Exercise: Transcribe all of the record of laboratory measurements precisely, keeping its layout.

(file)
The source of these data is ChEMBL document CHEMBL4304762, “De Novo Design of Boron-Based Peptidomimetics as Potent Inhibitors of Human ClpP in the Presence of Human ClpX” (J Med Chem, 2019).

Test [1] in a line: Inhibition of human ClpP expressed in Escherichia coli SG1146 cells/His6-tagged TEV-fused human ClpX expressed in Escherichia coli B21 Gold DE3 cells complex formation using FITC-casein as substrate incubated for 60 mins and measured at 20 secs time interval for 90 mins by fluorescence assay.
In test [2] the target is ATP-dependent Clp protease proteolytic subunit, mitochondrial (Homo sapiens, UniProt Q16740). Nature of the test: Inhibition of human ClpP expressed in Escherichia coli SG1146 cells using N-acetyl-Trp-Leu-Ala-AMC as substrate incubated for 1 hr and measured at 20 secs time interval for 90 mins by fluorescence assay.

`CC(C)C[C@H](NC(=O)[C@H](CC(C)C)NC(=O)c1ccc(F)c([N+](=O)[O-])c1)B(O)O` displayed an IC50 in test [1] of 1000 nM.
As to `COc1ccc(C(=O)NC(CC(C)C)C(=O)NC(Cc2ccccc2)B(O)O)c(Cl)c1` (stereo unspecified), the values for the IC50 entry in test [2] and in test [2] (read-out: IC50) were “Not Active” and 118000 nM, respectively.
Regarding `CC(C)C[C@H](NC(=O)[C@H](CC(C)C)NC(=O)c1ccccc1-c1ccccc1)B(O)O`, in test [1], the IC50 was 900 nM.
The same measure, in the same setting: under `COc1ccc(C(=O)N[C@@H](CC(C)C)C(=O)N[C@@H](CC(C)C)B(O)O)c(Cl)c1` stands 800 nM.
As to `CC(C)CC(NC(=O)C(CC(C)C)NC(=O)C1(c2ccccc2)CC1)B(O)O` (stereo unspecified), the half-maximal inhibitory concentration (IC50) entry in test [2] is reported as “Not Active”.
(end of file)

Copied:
The source of these data is ChEMBL document CHEMBL4304762, “De Novo Design of Boron-Based Peptidomimetics as Potent Inhibitors of Human ClpP in the Presence of Human ClpX” (J Med Chem, 2019).

Test [1] in a line: Inhibition of human ClpP expressed in Escherichia coli SG1146 cells/His6-tagged TEV-fused human ClpX expressed in Escherichia coli B21 Gold DE3 cells complex formation using FITC-casein as substrate incubated for 60 mins and measured at 20 secs time interval for 90 mins by fluorescence assay.
In test [2] the target is ATP-dependent Clp protease proteolytic subunit, mitochondrial (Homo sapiens, UniProt Q16740). Nature of the test: Inhibition of human ClpP expressed in Escherichia coli SG1146 cells using N-acetyl-Trp-Leu-Ala-AMC as substrate incubated for 1 hr and measured at 20 secs time interval for 90 mins by fluorescence assay.

`CC(C)C[C@H](NC(=O)[C@H](CC(C)C)NC(=O)c1ccc(F)c([N+](=O)[O-])c1)B(O)O` displayed an IC50 in test [1] of 1000 nM.
As to `COc1ccc(C(=O)NC(CC(C)C)C(=O)NC(Cc2ccccc2)B(O)O)c(Cl)c1` (stereo unspecified), the values for the IC50 entry in test [2] and in test [2] (read-out: IC50) were “Not Active” and 118000 nM, respectively.
Regarding `CC(C)C[C@H](NC(=O)[C@H](CC(C)C)NC(=O)c1ccccc1-c1ccccc1)B(O)O`, in test [1], the IC50 was 900 nM.
The same measure, in the same setting: under `COc1ccc(C(=O)N[C@@H](CC(C)C)C(=O)N[C@@H](CC(C)C)B(O)O)c(Cl)c1` stands 800 nM.
As to `CC(C)CC(NC(=O)C(CC(C)C)NC(=O)C1(c2ccccc2)CC1)B(O)O` (stereo unspecified), the half-maximal inhibitory concentration (IC50) entry in test [2] is reported as “Not Active”.